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Thought for the Day: How Connected Does a Patch Need to Be In Order to Be Considered Part of the Garment?

Another catchy title and topic brought to you by masechta Keilim.  I was a chubby kid, so  Mom bought my pants in the "husky" section (hated that word, by the way).  Husky sizes were more expensive, so she also bought them long; so the knees wore through my pants long before I outgrew them.  (Fat little boy in wide jeans with rolled up legs -- got the picture?)  Mom was not a top seamstress, but those were the days of iron on patches.  Mom even eventually learned to iron them on to the inside of the pant leg (just turn it inside out first), so it wasn't so embarrassing.  The patch I mean; they were still husky size with rolled up legs.  (She must have bought them really big, because I don't remember them ever wearing jeans with less that two inches of faded denim cuff showing.)

But imagine she had sown them, and that we had lived during the times of the Beis HaMikdash; and... oh yeah... that I had been Jewish.  When would that patch have been attached enough that the garment would become one as far as tuma goes?

Let's start where everyone agrees and then work our way to the fringes (28:7).  If the patch is only attached (by sewing; I don't think they had iron-on patches at the time of the mishna) on only one side in such a way that it does not cover the hole in normal use of the garment, then everyone agrees that the patch is not considered part and parcel of the garment.  That is, if the garment was from a dead guy, the patch remains tahor.  Likewise, if both garment and patch are tahor, then a rat curls up and dies on this patch, the garment remains tahor.  If two opposing sides of the patch are attached, then everyone agrees that the patch is now considered part of the garment; their lot is cast together with respect to t'hara and tuma.  Now the fun begins.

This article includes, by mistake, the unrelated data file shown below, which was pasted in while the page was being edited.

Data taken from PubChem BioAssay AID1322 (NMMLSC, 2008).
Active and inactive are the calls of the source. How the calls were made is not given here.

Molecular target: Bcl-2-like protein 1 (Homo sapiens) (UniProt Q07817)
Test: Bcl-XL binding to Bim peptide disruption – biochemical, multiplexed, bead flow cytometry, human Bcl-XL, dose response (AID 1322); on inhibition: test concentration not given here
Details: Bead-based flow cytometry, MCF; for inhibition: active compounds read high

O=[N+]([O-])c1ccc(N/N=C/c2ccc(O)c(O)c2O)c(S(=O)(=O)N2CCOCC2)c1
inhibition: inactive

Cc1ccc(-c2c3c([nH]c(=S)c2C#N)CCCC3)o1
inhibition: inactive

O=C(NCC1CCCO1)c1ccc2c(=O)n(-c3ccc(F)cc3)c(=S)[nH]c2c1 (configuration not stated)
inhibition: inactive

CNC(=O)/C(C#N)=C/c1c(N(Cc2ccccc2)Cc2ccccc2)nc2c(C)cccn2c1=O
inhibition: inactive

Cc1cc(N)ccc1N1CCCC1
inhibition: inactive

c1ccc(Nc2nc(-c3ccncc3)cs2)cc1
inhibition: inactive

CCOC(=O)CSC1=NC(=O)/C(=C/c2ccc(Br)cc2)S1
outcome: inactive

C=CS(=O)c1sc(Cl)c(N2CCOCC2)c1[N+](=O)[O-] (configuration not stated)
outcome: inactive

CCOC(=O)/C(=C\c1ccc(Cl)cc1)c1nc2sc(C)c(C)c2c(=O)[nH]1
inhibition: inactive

Suppose the patch is sewn along two adjoining edges.  -- Aside: the mishna calls this "like the Greek letter gamma (Γ). Why the sages chose to describe this situation with a Greek letter instead of the Hebrew dales (ד), I just don't know; but they did. -- In that case we have a machlokes (shocking, I know).  R' Akiva says that's good enough, the Sages say "nuh-uh" (in Aramaic, of course).

We aren't finished, though.  R' Yehuda says hang on here just one cotton picking minute!  When we said that one side is not good enough, that's only for a garment that has no direction; such as a shawl or scarf.  Why?  Because then the stitching of the patch might be sometimes on top (and therefore cover the hole) and sometimes on the bottom (and therefore the hole is there and open in front of the Good Lord and everybody).  If, however, we are talking about pants or a shirt, which can only be worn in one orientation, then stitched along the top is a good connection, but stitched along the bottom is as good as not sewn at all (more or less).

All this is for square patches.  How this works for rectangular, circular, and other odd shapes is left as an exercise for the interested reader.


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